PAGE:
One Million Syrians in Need of Humanitarian Assistance


Human Wrongs Watch

With 22,8 million inhabitants, at least one million people in Syria are in need of humanitarian assistance, according to the findings of a government-led assessment mission jointly carried out with the United Nations and the Organization of Islamic Cooperation (OIC). 

A young Syrian refugee with his brother in Jordan. The boys fled Syria with their parents. Photo: UNHCR/S. Malkawi

Those in need include people directly affected by the ongoing violence, such as the injured and internally displaced persons, and those of have lost access to essential services and host families, the UN Office for the Coordination of Humanitarian Affairs (OCHA) said in a summary of the assessment, according to a UN report released on 29 March.
Priority needs identified in the assessment include protection, food, medical assistance, non-food items, such as beddings and household essentials, and education.
Syrian Government Knows
Technical staff from eight UN agencies participated in the assessment, which concluded on Monday [26 March], as well as three staff from the OIC. The team visited Aleppo, Ar Roqqa, Dara’a, Dayr Az Zor, Hama, Homs, Idlib, Lattakia, Rural Damascus and Tartous governorates.
The analysis has already been shared with the Syrian Government.

Information was gathered from civilians, government officials, religious and community leaders, the Syrian Arab Red Crescent (SARC), and local non-governmental organizations. While some areas could not be accessed due to ongoing insecurity or time constraints, the mission’s members were able to visit opposition-held neighbourhoods, according to OCHA.

Food, Blankets, Hygiene Kits

Syria’s Deputy Minister of Foreign Affairs has approved the delivery of assistance in coordination with the SARC. An initial convoy carrying food, blankets and hygiene kits for 2,000 displaced families left Damascus for the Tartous Governorate yesterday. Delivery is expected to begin tomorrow and further distributions are planned in other locations.

OCHA said that humanitarian efforts must remain completely separate from any political agenda and that UN agencies will continue to ensure the neutrality, independence and impartiality of their humanitarian work. The assessment report also encouraged donors to contribute to the newly established Emergency Response Fund for Syria.

Urging Assad to Implement UN-Arab League Plan

On 28 March, Un Secretary-General Ban Ki-moon called on Syrian President Bashar Al-Assad to implement a six-point plan put forward recently to find a peaceful solution to the crisis in the country.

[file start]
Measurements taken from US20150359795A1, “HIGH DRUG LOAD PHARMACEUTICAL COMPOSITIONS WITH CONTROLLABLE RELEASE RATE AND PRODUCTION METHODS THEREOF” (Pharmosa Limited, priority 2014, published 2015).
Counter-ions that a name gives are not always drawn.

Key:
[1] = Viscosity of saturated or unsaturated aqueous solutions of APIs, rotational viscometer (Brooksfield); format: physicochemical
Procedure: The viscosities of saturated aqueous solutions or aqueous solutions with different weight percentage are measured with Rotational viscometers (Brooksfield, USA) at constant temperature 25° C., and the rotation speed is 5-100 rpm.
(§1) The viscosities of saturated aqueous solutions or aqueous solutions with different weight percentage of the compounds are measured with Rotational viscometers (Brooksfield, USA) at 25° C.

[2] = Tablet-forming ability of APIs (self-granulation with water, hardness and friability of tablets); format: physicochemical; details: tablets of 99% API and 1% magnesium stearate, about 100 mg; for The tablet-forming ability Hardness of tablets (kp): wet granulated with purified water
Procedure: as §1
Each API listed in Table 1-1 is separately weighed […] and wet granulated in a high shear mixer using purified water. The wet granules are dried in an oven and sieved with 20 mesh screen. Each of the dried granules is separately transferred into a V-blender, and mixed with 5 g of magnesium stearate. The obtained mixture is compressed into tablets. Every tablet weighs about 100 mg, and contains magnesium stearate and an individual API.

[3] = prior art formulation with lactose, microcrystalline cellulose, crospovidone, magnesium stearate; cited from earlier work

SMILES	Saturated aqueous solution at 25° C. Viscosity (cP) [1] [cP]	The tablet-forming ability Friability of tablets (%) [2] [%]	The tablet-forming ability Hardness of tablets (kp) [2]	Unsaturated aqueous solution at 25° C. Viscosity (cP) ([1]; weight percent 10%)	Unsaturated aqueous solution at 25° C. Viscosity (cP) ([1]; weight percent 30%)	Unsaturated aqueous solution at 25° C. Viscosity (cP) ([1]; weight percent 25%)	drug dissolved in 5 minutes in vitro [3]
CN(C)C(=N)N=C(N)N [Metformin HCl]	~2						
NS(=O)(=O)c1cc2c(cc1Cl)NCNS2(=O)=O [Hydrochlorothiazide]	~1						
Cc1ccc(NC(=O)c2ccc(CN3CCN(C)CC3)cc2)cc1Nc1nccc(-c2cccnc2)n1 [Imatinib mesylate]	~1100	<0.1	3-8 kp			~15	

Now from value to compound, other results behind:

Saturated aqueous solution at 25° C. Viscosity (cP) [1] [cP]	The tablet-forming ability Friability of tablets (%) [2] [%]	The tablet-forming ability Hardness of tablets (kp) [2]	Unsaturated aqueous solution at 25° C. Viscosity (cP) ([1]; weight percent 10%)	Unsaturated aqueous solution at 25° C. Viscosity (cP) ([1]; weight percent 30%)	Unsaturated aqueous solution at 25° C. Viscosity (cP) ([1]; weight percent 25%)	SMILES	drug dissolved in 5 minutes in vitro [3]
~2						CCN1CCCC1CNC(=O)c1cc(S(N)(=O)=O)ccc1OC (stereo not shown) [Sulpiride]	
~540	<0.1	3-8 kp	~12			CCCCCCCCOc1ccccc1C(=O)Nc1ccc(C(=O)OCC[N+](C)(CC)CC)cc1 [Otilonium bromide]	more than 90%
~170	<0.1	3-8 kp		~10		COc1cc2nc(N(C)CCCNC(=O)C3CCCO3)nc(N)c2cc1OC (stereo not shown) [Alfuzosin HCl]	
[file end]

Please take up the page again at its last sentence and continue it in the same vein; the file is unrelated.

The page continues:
“I strongly urge President Assad of Syria to put those commitments into immediate effect. There is no time to waste,” Ban said at a press briefing in Kuwait City.

The Joint Special Envoy of the United Nations and the League of Arab States for Syria, Kofi Annan, submitted the plan during his visit to Damascus earlier this month. It seeks to stop the violence and the killing, give access to humanitarian agencies, release detainees, and kick-start an inclusive political dialogue.

The UN estimates that more than 8,000 people, mostly civilians, have been killed and tens of thousands displaced since the uprising – part of the broader Arab Spring movement across North Africa and the Middle East – began in March last year.

Cultural Heritage at Great Risk

Meanwhile, the Director-General of UN Educational, Scientific and Cultural Organization (UNESCO), Irina Bokova, called for the protection of Syria’s cultural legacy, citing media reports that have indicated possible damage to precious sites during the ongoing conflict.

“I wish to express my grave concern about possible damage to precious sites and to call upon all those involved in the conflict to ensure the protection of the outstanding cultural legacy that Syria hosts on its soil,” said Bokova. “Damage to the heritage of the country is damage to the soul of its people and its identity.”

A succession of cultures in what is now Syria left an outstanding wealth of archaeological sites, historic cities, cultural landscapes, monuments and works of art that bear witness to the evolution of human ingenuity, according to UNESCO.

Six Syrian sites – Damascus, Aleppo, Palmyra, Bosra, the Crac des Chevaliers and Saladin’s Castle, the Ancient Villages of Northern Syria – are inscribed on UNESCO’s World Heritage List. Many others are inscribed on the country’s Tentative List, such as Apamea – where a number of journalists have reported that the Citadel of Madiq has been bombarded. The so-called Tentative List is an inventory of those properties which a country intends to consider for nomination to the World Heritage List.

Earlier this year, UNESCO reminded the Syrian authorities, through the country’s representative to the agency, of their responsibility to ensure the protection of cultural heritage.

“Situation Becoming More Crucial by the Hour”

“This situation is becoming more crucial by the hour,” said Bokova. “I urge the Syrian authorities to respect the international Conventions they have signed, in particular the 1954 Convention for the Protection of Cultural Properties in the Event of Armed Conflict, the Convention on the Means of Prohibiting and Preventing the Illicit Import, Export and Transfer of Ownership of Cultural Property, and the World Heritage Convention.”

The UNESCO chief has contacted the World Customs Organization, the international police organization INTERPOL, and the specialized heritage police of France and Italy to alert them to objects from Syria that could appear on the international antiquities market.

“UNESCO stands ready to assist in assessing reports of damage to the cultural heritage of Syria, including the World Heritage sites, and in preparing plans for their safeguarding, as soon as this becomes possible,” she added.

Read also:

2012 Human Wrongs Watch

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